Last time: After circling back to the Cambridge Patent of 1761, the keynote event commemorated in Cambridge this year, we joined the opening salvoes of the Revolution (1763-76) and the role the area played in that chapter of America’s story.
Chapter 12: The Revolution, Thrusts and Parries - 1777-1779
In early 1777 New York City was locked down by the English Army and Royal Navy. The newly declared Independents were operating out of Philadelphia while trying to manage the flow of information vital to the Revolutionary cause between Boston and Savannah and points in between. With the Occupy Wall Street crowd clad in coats of red, a rebellious New York government repaired up the Hudson to Kingston, and after many months of wrangling and rewrites, the very first New York State Constitution was approved on 20 April 1777 to read as follows:
CONVENTION OF THE REPRESENTATIVES OF THIS STATE OF NEW YORK
“Whereas the many tyrannical and oppressive usurpations of the King and Parliament of Great Britain on the rights and liberties of the people of the American colonies had reduced them to the necessity of introducing a government by congresses and committees, as temporary expedients, and to exist no longer than the grievances of the people should remain without redress; And whereas the congress of the colony of New York did, on the thirty-first day of May now last past, resolve as follows, viz…”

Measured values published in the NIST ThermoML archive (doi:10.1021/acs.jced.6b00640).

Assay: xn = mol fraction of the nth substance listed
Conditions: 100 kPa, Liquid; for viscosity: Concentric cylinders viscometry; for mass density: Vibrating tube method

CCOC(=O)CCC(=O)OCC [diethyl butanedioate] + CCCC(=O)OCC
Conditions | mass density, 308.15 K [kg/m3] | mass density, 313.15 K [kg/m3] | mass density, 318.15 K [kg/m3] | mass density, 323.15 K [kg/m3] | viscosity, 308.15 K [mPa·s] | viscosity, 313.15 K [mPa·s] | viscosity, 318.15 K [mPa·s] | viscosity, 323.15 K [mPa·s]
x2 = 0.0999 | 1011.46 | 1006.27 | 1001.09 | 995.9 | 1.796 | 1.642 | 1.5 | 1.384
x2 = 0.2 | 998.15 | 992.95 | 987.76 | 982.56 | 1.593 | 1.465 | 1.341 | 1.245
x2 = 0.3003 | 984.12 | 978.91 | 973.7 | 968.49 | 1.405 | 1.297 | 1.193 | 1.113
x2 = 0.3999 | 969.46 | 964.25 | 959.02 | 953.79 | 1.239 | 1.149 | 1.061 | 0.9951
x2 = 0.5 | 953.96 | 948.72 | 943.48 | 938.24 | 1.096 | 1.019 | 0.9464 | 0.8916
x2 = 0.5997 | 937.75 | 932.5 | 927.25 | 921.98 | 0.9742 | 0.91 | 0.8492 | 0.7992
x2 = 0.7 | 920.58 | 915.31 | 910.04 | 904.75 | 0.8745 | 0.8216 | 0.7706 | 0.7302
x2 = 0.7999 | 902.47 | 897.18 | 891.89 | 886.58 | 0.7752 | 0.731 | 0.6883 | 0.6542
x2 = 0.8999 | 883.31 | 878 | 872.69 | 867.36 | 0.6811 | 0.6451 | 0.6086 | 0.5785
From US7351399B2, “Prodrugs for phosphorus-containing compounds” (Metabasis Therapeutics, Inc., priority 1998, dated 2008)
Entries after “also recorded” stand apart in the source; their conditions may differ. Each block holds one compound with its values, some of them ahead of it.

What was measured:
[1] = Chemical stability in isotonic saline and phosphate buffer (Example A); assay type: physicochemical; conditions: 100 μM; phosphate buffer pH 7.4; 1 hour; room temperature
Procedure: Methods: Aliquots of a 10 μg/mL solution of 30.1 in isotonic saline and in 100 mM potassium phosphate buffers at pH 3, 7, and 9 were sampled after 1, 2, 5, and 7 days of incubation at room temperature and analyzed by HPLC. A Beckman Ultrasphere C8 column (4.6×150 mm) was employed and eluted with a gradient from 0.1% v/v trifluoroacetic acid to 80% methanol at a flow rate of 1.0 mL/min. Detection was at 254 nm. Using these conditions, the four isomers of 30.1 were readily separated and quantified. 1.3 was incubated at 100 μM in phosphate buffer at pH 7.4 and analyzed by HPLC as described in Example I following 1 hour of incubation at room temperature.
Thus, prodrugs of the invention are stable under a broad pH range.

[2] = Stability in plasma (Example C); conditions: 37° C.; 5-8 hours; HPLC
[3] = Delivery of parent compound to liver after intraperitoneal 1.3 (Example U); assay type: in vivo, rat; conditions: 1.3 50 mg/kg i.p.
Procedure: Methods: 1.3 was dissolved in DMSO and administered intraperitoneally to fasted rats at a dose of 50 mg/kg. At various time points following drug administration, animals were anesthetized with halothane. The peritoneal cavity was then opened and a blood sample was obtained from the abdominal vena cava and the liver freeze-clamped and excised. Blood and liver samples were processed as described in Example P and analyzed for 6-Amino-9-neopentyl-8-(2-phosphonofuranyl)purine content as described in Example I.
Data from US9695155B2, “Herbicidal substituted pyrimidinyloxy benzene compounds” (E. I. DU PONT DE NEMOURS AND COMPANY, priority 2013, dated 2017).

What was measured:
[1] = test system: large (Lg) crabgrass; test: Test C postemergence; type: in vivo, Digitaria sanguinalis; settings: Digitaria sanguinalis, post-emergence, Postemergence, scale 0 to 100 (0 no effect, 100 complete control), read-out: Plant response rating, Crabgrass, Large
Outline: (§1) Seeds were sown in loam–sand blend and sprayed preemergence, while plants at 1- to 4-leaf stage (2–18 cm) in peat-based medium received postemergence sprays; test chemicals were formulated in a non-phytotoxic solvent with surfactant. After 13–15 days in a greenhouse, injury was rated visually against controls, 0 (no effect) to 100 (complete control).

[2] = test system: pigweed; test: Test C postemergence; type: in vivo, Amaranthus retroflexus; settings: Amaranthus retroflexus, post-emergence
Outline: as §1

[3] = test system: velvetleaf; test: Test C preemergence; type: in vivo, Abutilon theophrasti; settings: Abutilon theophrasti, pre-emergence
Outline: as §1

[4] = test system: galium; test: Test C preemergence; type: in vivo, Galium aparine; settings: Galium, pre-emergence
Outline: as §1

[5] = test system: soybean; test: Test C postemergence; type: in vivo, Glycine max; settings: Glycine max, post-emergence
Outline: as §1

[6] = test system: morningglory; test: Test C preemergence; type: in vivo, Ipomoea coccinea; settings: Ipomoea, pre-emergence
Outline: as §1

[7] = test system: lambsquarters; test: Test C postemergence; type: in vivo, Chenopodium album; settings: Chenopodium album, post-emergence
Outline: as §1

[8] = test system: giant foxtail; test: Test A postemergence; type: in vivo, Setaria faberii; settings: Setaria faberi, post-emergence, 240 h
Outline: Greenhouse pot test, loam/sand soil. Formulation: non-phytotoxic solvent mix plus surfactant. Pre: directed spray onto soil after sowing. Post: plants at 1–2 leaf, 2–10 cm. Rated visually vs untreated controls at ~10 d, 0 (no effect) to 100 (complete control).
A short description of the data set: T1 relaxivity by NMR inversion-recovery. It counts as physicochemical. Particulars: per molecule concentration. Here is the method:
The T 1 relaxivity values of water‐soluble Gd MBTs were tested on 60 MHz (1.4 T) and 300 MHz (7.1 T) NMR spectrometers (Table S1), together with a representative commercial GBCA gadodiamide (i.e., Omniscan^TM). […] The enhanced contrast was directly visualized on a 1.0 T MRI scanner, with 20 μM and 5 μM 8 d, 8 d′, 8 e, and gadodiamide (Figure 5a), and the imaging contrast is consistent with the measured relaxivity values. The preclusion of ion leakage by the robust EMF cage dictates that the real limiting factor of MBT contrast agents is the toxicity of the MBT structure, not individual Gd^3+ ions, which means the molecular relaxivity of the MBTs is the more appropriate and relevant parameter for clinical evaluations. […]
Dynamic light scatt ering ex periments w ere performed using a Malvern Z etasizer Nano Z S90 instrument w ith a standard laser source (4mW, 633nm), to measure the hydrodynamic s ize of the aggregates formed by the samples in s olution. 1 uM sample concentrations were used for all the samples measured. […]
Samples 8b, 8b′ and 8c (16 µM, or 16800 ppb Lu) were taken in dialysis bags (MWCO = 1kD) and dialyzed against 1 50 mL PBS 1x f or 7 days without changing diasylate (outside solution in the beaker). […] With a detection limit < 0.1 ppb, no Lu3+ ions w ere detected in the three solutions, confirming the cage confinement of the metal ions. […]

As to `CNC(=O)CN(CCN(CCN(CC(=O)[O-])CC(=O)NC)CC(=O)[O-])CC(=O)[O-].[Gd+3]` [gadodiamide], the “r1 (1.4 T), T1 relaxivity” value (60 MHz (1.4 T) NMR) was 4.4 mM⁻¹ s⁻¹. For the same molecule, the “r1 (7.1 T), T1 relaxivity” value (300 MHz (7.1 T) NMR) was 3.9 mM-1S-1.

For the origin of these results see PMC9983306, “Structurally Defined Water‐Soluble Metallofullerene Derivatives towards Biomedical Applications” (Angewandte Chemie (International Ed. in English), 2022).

A bunch of additional whereases and resolveds followed. Under this new legal instrument, the Assembly provided for 70 members allotted as follows: to the city and county of New York (Manhattan); city and county of Albany; counties of Dutchess, Westchester, Ulster, Suffolk, Queens (and Nassau), Orange (and Rockland), Kings (Brooklyn), Richmond (Staten Island), Tryon (Montgomery), and even Cumberland and Gloucester (later partitioned to create Vermont.) Nothing mentioned of the scattered outposts of the Adirondacks and Finger Lakes. Charlotte County (our own Washington since 1791) was given four delegates by the new law. Word filtered into the Owlkill but the residents suspected that wouldn’t be the end of it. So with the late spring thaw of ’77—ice didn’t go off Big Pond (Hedges) until mid-late May as this was near the end of the Little Ice Age—work was suspended on the first church building in the Cambridge District, on the Turnpike south of the village (see the photo), due to the spreading strife with the Crown.
Good news of the revolt ebbed and flowed with the bad throughout the summer of 1777. To the north at Fort Ticonderoga dozens of cannon were captured from the inattentive Brits by the Green Mountain Boys and hauled to Bennington to add to the cache of arms there. Then 18-year old Jane McCrea, living on a farm near Ft. Edward, was kidnapped and murdered by Indian allies of the English. “Outrageous!” “Appalling!” bellowed the Colonists. This reached a crescendo when, in August a few miles south of Cambridge, residents wrote their place on the map of history at a notable skirmish, the so-called Battle of Bennington. Hessians and English foot soldiers, bound for the Green Mountain armory, had hacked a trail from Fort Miller on the Hudson through Greenwich to Cambridge (giving us today’s meandering Route 372.) They probably tramped and camped along Rice Creek flowing north along present-day West Main Street. An enemy soldier appears to have dropped a shilling to the ground—George III by the Grace of God (see the example)—which lay buried for over 150 years until recovered ca 1930 by Richard Raymond (CHS 1922) of 120 West Main.